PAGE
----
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Lawful change

Danielle Tonks, Business Development Manager and Law Firm Specialist for CBRE Global Workplace Solutions, offers FMJ some valuable insight into the changing workplace patterns for the legal sector

With lockdown restrictions beginning to ease and workplaces being primed to reopen there is a growing debate on how the post-COVID office landscape will develop, particularly within the professional services sector. Danielle Tonks, Business Development Manager at CBRE, strategically supports firms in shaping their hard services and wider facilities management solutions. Danielle regularly evaluates client’s workplace strategies to help support them shape their FM solutions, and crucially given the impact of COVID, help them prepare for differing patterns of work.

In this exclusive Q&A session, she shares some valuable insights into how legal firms are emerging from the disruption and planning for a brighter future.

Q: How far do you think COVID-19 has accelerated existing trends in the legal sector? For example, health and wellbeing, activity-based working, flexibility and the drive for better space utilisation?

“As the legal sector has historically been fairly traditional in its workplace strategies, it is now being forced to contemplate one of the greatest workplace transformations of any sector since the start of the pandemic.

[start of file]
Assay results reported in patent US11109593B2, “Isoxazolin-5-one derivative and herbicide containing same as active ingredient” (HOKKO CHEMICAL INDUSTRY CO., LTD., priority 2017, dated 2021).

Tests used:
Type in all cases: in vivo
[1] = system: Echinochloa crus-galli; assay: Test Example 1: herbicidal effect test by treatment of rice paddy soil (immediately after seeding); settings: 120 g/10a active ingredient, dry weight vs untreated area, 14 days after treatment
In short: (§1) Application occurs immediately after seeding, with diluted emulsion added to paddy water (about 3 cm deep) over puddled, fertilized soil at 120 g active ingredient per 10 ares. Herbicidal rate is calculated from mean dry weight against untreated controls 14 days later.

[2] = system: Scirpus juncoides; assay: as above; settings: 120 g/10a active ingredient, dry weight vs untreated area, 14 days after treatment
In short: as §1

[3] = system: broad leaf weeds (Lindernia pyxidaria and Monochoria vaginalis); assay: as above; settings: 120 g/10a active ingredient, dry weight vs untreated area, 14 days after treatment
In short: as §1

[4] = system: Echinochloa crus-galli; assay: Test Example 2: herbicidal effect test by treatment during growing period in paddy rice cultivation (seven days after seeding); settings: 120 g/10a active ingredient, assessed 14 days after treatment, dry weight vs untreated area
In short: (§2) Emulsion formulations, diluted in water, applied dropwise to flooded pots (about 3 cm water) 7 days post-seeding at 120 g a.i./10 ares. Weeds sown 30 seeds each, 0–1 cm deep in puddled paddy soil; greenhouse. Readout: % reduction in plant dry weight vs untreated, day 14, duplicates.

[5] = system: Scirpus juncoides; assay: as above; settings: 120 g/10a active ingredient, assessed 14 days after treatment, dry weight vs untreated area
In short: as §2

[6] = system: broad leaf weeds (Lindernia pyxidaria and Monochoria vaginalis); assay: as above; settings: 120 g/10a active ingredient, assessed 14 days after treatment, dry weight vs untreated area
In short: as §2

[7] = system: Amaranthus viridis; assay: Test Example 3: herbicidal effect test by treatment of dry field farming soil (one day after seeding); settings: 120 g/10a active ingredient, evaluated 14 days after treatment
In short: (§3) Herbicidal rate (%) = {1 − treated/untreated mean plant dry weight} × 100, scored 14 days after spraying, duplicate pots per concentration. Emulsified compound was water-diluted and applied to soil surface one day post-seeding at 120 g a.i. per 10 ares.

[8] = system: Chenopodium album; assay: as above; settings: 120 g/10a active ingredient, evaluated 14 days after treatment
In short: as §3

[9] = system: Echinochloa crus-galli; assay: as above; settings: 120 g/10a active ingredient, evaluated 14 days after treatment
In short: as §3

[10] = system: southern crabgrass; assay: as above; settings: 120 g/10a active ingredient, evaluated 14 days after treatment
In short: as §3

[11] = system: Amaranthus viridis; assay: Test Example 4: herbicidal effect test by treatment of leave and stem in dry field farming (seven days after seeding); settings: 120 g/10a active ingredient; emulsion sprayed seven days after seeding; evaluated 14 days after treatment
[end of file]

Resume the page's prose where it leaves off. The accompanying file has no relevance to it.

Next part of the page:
With patterns now starting to form, we see some radical adaptations underway, which may become templates for other professional services firms. However, although changes are taking place, it is clear from our research with law firm clients that the office remains a staple feature of the working environment for the legal sector.

In the market, we’ve traditionally seen law firms struggle with desk ownership allocations, space utilisation and lawyers embracing flexible working adaptations and digital technology implementation. Now we are seeing many of our law firm clients adopt an agile working environment, with some firms indicating that their employees will work from the office two to three days per week. Some of our clients have indicated a complete radical overhaul of working patterns, encouraging their employees to decide on their working pattern, guided by their circumstances.

Although COVID-19 has accelerated change regarding space utilisation, flexible working and digital technologies, retaining and attracting talent remains a priority.”

Q: What do you envisage will be the size and location of the future workplace and the right mix of the portfolio (e.g. more smaller offices situated in regional hubs)?

“Our law firm clients and the workplace surveys that we have undertaken indicate a strong preference for sticking with a central HQ office location. With more people working remotely regularly, there is even more reason to have a single centrally located hub to encourage collaboration and innovation when people do come together.

Concerning the impact on the size of the office, we are seeing a range of different approaches starting to emerge from those law firms; however, the majority are settling on allowing employees to work remotely two to three days.